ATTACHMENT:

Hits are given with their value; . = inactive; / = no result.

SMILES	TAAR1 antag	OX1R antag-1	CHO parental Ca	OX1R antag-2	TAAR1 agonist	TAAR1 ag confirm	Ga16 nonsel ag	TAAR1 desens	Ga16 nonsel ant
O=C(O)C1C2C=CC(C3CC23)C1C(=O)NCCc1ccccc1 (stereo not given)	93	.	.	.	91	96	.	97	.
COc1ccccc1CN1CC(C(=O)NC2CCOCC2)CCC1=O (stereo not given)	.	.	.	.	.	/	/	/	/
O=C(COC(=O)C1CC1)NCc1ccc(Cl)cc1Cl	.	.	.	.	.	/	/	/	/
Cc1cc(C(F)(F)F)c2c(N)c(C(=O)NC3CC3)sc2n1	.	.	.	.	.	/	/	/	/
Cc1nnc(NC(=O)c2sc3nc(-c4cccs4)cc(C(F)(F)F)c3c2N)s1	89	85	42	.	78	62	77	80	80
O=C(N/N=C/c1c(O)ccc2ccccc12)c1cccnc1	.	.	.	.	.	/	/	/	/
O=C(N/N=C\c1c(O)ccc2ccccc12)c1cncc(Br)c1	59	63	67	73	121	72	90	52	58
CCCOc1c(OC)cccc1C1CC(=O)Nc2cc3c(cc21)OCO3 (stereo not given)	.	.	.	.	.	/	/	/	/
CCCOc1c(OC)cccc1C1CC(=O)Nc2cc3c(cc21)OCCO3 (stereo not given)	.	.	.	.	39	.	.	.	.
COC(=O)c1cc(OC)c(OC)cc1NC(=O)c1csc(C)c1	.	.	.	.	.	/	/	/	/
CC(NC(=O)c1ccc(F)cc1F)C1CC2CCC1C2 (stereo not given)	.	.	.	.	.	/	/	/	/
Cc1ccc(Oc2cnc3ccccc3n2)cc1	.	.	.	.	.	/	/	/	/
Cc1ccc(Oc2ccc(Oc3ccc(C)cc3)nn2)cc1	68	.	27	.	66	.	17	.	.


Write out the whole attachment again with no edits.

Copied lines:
Hits are given with their value; . = inactive; / = no result.

SMILES	TAAR1 antag	OX1R antag-1	CHO parental Ca	OX1R antag-2	TAAR1 agonist	TAAR1 ag confirm	Ga16 nonsel ag	TAAR1 desens	Ga16 nonsel ant
O=C(O)C1C2C=CC(C3CC23)C1C(=O)NCCc1ccccc1 (stereo not given)	93	.	.	.	91	96	.	97	.
COc1ccccc1CN1CC(C(=O)NC2CCOCC2)CCC1=O (stereo not given)	.	.	.	.	.	/	/	/	/
O=C(COC(=O)C1CC1)NCc1ccc(Cl)cc1Cl	.	.	.	.	.	/	/	/	/
Cc1cc(C(F)(F)F)c2c(N)c(C(=O)NC3CC3)sc2n1	.	.	.	.	.	/	/	/	/
Cc1nnc(NC(=O)c2sc3nc(-c4cccs4)cc(C(F)(F)F)c3c2N)s1	89	85	42	.	78	62	77	80	80
O=C(N/N=C/c1c(O)ccc2ccccc12)c1cccnc1	.	.	.	.	.	/	/	/	/
O=C(N/N=C\c1c(O)ccc2ccccc12)c1cncc(Br)c1	59	63	67	73	121	72	90	52	58
CCCOc1c(OC)cccc1C1CC(=O)Nc2cc3c(cc21)OCO3 (stereo not given)	.	.	.	.	.	/	/	/	/
CCCOc1c(OC)cccc1C1CC(=O)Nc2cc3c(cc21)OCCO3 (stereo not given)	.	.	.	.	39	.	.	.	.
COC(=O)c1cc(OC)c(OC)cc1NC(=O)c1csc(C)c1	.	.	.	.	.	/	/	/	/
CC(NC(=O)c1ccc(F)cc1F)C1CC2CCC1C2 (stereo not given)	.	.	.	.	.	/	/	/	/
Cc1ccc(Oc2cnc3ccccc3n2)cc1	.	.	.	.	.	/	/	/	/
Cc1ccc(Oc2ccc(Oc3ccc(C)cc3)nn2)cc1	68	.	27	.	66	.	17	.	.